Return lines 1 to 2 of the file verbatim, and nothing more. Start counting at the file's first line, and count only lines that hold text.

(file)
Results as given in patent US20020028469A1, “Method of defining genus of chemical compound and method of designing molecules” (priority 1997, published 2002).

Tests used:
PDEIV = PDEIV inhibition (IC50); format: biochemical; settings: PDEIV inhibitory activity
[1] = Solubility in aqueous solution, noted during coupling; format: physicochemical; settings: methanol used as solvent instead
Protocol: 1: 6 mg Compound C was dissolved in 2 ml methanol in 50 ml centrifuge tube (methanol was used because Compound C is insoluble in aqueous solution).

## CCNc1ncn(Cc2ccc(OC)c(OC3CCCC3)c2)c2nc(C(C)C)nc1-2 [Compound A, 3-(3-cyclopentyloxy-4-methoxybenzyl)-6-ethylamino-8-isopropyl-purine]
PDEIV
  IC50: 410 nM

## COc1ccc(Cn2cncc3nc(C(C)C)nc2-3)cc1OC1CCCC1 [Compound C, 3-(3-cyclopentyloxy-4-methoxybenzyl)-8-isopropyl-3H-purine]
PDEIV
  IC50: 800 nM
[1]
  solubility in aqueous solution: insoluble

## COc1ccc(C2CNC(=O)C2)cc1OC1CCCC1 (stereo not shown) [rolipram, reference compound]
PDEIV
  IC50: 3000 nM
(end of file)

Results as given in patent US20020028469A1, “Method of defining genus of chemical compound and method of designing molecules” (priority 1997, published 2002).

Tests used: